November 6, 2007

Bennett Tries to Understand His Passion for Sports

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I cried after nearly every single Bulls loss in the 1995-96 season. I cried in every way possible. The screaming cry, the fetal position rock-back-and-forth silent cry, the gasping for air cry, the single tear on the cheek cry, the “please Cory not here, we’re at the game” cry. I tried them all.
Luckily, that Bulls team only lost 10 games in the regular season and three in the playoffs. My mom might have put me up for adoption otherwise. She probably became a Bulls fan simply because she wanted them to win so she wouldn’t have to put up with my antics.
My mom’s look of utter confusion, bewilderment and even fear on occasion were all appropriate reactions. She had no clue why I was so upset, and that upset me. I had no clue why I felt so awful, and that upset me even more.
I had never cared before that season either. I was not born a sports fan like some kids. I didn’t wear Chicago Cubs onesies (like my children will) and didn’t see my first football game until 1999 — Bears-Cowboys — when I was 12 (Perhaps if I knew who Troy Aikman, Emmitt Smith and Michael Irvin were at the time I wouldn’t know them now as the guy with more concussions than Reggie Ray, the incoherent analyst and the human tie knot).
In fact, I hated sports. I played in the American Youth Soccer Organization (which every Chicago kid does) for years as a kid and was bored to tears. My early highlights included scoring on the wrong goal one week and the next excitedly running off the field during the game to show my mom the dime I had found at midfield while the game whirled around me.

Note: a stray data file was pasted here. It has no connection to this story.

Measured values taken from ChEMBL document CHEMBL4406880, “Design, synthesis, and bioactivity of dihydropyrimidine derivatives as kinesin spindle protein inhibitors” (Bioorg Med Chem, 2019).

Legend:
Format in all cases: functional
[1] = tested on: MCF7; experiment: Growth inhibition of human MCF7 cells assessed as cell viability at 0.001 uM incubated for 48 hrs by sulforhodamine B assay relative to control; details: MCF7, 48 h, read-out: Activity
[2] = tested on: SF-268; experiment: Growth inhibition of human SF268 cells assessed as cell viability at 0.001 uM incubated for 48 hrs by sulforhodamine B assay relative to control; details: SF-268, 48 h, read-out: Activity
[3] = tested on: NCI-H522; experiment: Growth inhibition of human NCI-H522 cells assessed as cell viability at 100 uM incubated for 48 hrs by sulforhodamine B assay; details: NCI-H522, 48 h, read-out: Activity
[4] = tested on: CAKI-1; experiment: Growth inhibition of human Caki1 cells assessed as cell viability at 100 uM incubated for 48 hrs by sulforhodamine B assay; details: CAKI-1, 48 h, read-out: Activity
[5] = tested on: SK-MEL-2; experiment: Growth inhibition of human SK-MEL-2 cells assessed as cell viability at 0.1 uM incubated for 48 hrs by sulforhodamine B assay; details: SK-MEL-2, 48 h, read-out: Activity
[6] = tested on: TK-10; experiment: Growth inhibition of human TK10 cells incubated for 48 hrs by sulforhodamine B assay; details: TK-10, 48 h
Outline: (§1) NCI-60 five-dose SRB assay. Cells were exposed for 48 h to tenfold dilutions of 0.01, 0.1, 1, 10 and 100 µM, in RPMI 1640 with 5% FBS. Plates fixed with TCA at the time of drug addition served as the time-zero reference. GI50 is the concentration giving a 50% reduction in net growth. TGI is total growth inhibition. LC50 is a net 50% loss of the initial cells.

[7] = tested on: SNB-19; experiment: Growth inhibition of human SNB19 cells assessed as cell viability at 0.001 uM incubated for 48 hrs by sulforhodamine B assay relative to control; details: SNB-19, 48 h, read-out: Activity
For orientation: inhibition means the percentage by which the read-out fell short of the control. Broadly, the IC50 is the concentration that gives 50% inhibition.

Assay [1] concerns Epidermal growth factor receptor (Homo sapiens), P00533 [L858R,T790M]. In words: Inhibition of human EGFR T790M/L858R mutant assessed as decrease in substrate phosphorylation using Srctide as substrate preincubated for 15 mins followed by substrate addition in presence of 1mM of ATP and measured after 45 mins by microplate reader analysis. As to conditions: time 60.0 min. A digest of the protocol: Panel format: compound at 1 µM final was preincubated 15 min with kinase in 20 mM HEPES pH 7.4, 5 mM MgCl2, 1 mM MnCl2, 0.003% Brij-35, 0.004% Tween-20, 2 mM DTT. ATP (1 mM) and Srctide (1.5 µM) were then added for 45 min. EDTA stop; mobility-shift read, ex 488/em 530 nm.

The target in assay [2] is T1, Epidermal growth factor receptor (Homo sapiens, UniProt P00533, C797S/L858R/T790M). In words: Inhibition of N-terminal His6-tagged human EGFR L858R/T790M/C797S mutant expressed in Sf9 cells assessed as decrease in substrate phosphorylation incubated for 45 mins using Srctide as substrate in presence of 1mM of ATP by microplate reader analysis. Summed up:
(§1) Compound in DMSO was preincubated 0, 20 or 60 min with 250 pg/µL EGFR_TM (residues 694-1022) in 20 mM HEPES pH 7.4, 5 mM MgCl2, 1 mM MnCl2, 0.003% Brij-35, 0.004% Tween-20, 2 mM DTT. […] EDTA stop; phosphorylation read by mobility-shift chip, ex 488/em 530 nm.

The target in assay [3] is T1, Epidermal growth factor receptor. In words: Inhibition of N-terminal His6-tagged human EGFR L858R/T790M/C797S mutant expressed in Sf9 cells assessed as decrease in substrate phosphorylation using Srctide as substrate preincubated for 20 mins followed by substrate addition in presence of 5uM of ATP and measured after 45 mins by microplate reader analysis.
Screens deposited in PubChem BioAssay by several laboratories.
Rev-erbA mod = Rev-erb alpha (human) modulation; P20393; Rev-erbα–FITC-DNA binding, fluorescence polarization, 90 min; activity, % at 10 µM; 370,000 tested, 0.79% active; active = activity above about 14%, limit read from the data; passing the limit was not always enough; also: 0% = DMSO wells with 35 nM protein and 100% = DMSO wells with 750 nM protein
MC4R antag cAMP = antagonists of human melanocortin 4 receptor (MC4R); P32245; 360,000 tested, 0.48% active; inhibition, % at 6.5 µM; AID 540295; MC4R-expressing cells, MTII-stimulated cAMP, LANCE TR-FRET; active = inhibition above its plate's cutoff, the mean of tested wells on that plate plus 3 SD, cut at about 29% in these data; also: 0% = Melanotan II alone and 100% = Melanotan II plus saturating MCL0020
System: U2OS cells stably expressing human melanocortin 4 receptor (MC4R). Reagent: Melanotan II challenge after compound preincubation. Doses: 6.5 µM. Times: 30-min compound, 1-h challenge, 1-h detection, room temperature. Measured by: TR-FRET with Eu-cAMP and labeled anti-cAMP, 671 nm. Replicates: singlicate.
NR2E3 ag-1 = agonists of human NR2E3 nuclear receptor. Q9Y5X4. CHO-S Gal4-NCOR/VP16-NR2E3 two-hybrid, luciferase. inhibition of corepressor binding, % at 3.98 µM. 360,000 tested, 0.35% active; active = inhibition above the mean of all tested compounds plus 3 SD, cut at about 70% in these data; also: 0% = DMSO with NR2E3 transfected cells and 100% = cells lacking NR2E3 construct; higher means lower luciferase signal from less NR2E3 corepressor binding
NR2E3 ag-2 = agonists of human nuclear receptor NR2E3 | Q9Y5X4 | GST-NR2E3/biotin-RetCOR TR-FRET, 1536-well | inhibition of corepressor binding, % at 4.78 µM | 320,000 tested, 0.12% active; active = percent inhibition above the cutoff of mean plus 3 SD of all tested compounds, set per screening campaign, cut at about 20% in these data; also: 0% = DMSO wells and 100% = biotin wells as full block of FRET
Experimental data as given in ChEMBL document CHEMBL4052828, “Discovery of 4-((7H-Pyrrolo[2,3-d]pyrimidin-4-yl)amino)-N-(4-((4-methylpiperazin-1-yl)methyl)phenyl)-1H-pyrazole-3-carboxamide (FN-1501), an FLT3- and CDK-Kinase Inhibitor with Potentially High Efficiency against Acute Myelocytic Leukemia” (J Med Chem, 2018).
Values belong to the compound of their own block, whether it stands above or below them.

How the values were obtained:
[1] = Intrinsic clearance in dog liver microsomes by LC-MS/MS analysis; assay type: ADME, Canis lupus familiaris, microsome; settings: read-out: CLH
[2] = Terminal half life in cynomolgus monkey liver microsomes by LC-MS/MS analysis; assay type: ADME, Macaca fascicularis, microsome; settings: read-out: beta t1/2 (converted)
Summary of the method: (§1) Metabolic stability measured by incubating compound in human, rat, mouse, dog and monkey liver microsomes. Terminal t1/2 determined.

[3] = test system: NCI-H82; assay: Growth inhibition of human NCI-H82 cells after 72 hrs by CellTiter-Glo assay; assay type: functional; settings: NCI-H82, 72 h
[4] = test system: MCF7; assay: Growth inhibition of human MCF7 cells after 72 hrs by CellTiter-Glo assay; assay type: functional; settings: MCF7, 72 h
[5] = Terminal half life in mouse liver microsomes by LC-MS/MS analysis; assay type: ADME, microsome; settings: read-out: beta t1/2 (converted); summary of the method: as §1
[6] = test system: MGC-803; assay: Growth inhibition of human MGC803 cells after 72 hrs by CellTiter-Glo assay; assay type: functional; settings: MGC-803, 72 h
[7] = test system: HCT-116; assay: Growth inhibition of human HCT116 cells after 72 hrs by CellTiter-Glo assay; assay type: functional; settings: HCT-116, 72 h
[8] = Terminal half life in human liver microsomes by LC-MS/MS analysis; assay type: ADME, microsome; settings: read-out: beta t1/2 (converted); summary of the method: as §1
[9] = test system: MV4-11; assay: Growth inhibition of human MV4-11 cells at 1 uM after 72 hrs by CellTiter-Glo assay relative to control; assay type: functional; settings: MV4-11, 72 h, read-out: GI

Thinking back, I don’t know what I did to entertain myself, but I must have somehow found a way to spend over eight years of my life otherwise occupied.
Maybe it was for the better. When I became a Bulls fan, it wasn’t passive; it was more like profiled-in-a-magazine-because-your-basement-is-a-creepy-shrine-to-Michael-Jordan intense.
I loved the team, and it drove me to begin playing sports — particularly basketball — and I loved it. Even soccer became interesting. I went to basketball camps, and I played in the local community leagues. I played in my local JCC league (whoever said Jewish kids can’t ball is lying, or obviously hasn’t checked out the junior high Jewish circuit).
Still, on Saturday mornings (or probably Sunday mornings in the JCC league), I often found myself desiring to lie on the couch and watch TV or read in my bed. Putting on those sneakers just seemed like such an inconvenience, especially if we had to drive to the to the Niles, Ill. JCC.
I would, however, plan an evening around a Bulls game. Even more, I would let the game dictate my actions. If they were losing, I would go do my chores. I would walk the dog, practice my violin, do some homework, anything.
That same passion just wasn’t there on the actual court for me. I asked a couple of my friends recently if they had ever cried after a sporting event in which they played. Fairly quickly, I got affirmative responses from both, citing specific games and reasons.